Caring Around the Clock: A Day in the Life of a Med School Resident

Caring Around the Clock: A Day in the Life of a Med School Resident

After years of undergrad and medical school, doctors still have to undergo a grueling residency program before they can be full-fledged attending physicians. The schedules of first-year and third-year residents are incredibly different.

Geny Augustine, M.D. completed her first-year of residency—the intern year—this summer. Manuel Puente, M.D. graduated from St. Luke’s residency program this summer and is an assistant clinical professor of family medicine at its Sacred Heart Campus.

Join us as they provide a glimpse into their daily lives and make their way into the medical profession.

4:30 to 6:30 a.m.

Depending on what Augustine has on her plate, she’ll wake before sunrise to study for her exams—yes, residents have exams—and walk her dog.

“Whenever I have a spare moment, I pull out my phone to do [study] questions,” she says.

If Augustine is working a 12-hour shift, she’ll get to the hospital—either St. Luke’s Allentown Campus or the Sacred Heart Campus—around 6:30 a.m. For her twice-monthly 24-hour shift she’ll get to work at 7 a.m.

As a third-year resident, Puente was able to get eight hours of sleep every night, waking up at 6:30 a.m. before heading into his office.

7 a.m.

Augustine doesn’t usually eat breakfast at home. She packs berries, and her first stop is the cafeteria for a cup of coffee. “I used to brew my own, but I don’t have time anymore,” she says. Coffee in hand, Augustine and her morning-shift coworkers will catch up with the night team to prepare for the day’s work.

Her morning generally consists of visiting patients and writing up her notes. “Depending on how many patients I have, I’ll do this through noon,” she says, noting that routine work is (temporarily) abandoned if there is an emergency.

12 p.m.

Lunch for Augustine usually occurs anywhere from noon to 2 p.m. to 4 p.m.

“When we have a chance to eat then that’s when lunch happens,” she says. “I know I should break for a snack from time to time, but I never do.”

Puente has scheduled desk time from 11:30 a.m. to 1 p.m. to catch up on paperwork and eat lunch.

“If you get behind on miscellaneous tasks, it’ll bury you,” he says. “As a third-year, you’re always trying to find ways to maximize your time.”

4:30 p.m.

Puente will continue to see patients throughout the afternoon and pack up anywhere between 4:30 and 5 p.m. He heads to the gym for a workout and Brazilian Jiu-Jitsu four to five days a week from 6 to 8:30pm.

“It’s a pretty demanding sport, but I’m hooked on it,” says Puente, who only had time for Jiu-Jitsu—not any extra workouts—during his first-year residency.

6:30 p.m.

If Augustine is working a normal 12-hour shift, she heads home at 6:30 p.m. to finish her notes. Augustine will either go out to eat or make dinner with her husband, who works locally as a psychologist.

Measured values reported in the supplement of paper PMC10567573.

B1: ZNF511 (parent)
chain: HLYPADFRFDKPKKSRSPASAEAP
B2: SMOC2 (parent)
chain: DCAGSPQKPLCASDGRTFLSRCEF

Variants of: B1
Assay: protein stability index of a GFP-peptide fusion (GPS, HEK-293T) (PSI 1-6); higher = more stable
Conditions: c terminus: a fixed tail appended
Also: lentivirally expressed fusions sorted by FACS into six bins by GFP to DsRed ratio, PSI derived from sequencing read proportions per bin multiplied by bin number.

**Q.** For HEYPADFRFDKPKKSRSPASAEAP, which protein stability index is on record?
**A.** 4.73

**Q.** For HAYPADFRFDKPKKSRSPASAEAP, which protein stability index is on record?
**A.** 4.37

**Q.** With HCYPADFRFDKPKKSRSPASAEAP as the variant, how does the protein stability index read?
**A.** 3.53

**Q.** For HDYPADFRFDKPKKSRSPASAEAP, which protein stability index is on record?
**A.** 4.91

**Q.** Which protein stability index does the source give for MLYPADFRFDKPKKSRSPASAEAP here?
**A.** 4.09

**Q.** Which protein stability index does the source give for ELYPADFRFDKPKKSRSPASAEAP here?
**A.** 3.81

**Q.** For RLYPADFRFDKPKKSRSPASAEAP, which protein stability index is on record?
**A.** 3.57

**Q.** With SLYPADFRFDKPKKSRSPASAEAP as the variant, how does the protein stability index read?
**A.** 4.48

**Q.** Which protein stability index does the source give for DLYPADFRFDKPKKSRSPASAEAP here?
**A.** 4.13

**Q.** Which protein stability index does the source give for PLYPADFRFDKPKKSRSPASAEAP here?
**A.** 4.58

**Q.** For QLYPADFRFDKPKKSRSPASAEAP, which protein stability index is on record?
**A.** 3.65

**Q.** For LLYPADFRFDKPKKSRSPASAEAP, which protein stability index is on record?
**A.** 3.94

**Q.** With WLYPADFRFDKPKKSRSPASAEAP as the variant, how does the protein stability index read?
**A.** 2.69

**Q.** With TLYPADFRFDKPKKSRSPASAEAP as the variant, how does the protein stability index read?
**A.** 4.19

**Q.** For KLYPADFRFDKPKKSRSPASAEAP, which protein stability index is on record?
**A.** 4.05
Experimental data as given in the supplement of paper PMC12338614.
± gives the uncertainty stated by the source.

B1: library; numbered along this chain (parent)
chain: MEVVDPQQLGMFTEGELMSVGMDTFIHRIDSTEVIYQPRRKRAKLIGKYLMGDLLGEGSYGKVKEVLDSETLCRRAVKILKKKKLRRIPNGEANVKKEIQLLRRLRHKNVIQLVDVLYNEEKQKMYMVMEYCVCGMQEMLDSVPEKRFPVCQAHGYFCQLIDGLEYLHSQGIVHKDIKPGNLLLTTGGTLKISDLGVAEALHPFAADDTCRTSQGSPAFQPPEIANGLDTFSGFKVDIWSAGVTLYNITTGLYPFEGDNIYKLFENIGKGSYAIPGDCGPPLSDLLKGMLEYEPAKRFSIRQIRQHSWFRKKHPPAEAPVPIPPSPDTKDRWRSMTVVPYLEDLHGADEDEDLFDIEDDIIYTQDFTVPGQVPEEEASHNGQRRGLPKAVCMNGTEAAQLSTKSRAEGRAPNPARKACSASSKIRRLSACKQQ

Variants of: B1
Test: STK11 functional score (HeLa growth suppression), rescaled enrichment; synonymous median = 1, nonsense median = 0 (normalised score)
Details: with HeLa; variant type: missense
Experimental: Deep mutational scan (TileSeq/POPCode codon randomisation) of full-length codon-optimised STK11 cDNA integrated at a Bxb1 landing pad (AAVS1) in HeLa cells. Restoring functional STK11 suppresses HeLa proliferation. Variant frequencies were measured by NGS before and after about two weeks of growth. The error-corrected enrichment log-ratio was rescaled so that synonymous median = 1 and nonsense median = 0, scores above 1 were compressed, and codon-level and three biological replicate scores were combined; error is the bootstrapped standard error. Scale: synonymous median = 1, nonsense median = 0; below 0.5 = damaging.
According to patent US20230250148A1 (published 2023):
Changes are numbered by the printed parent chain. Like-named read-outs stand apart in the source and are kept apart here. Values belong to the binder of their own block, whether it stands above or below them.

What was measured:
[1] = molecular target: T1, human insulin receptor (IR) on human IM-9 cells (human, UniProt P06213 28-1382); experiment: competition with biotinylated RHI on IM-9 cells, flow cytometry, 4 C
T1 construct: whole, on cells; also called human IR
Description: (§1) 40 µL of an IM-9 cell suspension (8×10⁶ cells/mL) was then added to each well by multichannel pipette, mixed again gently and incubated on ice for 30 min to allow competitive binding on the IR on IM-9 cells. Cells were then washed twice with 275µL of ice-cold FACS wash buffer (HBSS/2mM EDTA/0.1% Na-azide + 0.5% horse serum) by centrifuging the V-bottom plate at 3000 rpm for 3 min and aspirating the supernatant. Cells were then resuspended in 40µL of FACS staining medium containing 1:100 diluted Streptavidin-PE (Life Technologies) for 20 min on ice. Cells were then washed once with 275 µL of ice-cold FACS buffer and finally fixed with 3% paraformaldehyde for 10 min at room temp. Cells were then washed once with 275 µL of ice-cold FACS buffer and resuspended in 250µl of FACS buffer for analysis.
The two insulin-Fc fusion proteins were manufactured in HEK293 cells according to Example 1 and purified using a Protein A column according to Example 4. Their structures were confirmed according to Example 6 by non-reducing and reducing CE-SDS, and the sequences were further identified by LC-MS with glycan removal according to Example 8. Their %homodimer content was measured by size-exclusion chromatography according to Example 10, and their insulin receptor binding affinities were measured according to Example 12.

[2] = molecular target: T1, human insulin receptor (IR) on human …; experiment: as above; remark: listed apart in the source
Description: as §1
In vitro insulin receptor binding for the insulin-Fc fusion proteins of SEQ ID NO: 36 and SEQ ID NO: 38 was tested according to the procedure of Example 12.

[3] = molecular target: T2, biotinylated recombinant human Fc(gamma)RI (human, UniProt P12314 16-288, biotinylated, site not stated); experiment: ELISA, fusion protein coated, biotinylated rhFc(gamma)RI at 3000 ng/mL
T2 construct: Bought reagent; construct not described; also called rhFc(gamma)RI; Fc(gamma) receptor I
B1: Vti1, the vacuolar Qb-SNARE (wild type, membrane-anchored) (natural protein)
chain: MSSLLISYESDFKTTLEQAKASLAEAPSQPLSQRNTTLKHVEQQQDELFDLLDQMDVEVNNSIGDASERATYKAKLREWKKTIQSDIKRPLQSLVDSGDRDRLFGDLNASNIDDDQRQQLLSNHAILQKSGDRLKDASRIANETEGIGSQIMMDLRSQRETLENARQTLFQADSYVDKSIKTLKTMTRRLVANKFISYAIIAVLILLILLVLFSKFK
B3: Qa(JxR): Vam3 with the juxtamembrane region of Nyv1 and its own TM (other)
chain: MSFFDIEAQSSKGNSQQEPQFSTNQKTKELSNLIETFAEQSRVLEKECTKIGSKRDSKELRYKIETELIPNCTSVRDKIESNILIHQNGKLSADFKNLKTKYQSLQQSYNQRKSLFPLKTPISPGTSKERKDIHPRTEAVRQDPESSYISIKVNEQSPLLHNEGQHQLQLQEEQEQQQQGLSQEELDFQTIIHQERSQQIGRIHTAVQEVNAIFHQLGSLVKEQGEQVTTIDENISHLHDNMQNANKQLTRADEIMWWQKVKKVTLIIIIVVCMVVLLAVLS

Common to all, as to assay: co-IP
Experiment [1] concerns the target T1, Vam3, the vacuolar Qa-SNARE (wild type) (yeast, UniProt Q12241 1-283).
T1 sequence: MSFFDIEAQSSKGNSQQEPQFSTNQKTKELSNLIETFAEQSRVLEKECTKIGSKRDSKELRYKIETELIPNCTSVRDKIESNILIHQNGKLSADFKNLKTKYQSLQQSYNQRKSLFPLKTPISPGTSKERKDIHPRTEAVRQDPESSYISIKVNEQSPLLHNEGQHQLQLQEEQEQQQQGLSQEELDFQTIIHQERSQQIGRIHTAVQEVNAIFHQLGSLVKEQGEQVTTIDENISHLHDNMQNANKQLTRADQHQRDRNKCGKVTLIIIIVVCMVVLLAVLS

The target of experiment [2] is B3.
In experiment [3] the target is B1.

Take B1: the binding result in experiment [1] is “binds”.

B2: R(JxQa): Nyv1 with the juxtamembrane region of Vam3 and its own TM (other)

“Sometimes we get together with other resident friends and keep it an early night because we know the next day will be the same thing,” she says.

The rest of the evening is spent hitting the books.

7 p.m.

When Augustine has a 24-hour shift, she’ll try to eat dinner around 7 p.m.

“If I’m lucky, my husband will be available to bring me something to eat. If it’s calm, we share dinner together,” she says. “Being on-call in a hospital is unpredictable. It’s never the same,” she says. “Some nights I don’t get called, and I can get some rest. Others, I can’t close my eyes until 3 a.m. But you have to roll with it.”

9:30 p.m.

Puente has dinner late, around 9:30 p.m. after he comes home from the gym. He aims to get into bed by 10:30 or 11 p.m. after watching TV and spending quality time with his wife.


During a 24-hour shift, Augustine might be able to lay down for a bit. “But because I’m the intern I have to answer all of the pages,” she says. “It’s the unspoken [rule].”

That said, both Augustine and Puente say being the intern to answer every page is the best way to learn and also a huge reason why the first-year residency is so challenging.

“When you’re a first-year resident you’re adjusting to the physical demands of the job,” Puente says.

“You’re running a mental marathon because you’re learning so much new stuff.”

The longest Augustine has ever slept during an overnight shift is five hours, but only two hours at once.

Days Off

Augustine will head home for her day off, but not to sleep. If she has time, sometimes she’ll treat herself to watching “She’s Gotta Have It” or the obligatory “Grey’s Anatomy.”

During longer breaks, Augustine and her husband will travel, often to Toronto where she’s from.

“Whenever we have free time we try to do something with it,” she says. “We all need fun breaks here and there.”

Both Puente and Augustine agree that although their residencies are very stressful and demanding, helping patients feel better and heal makes it all worthwhile.

Follow @LehighValleyMarketplace on Instagram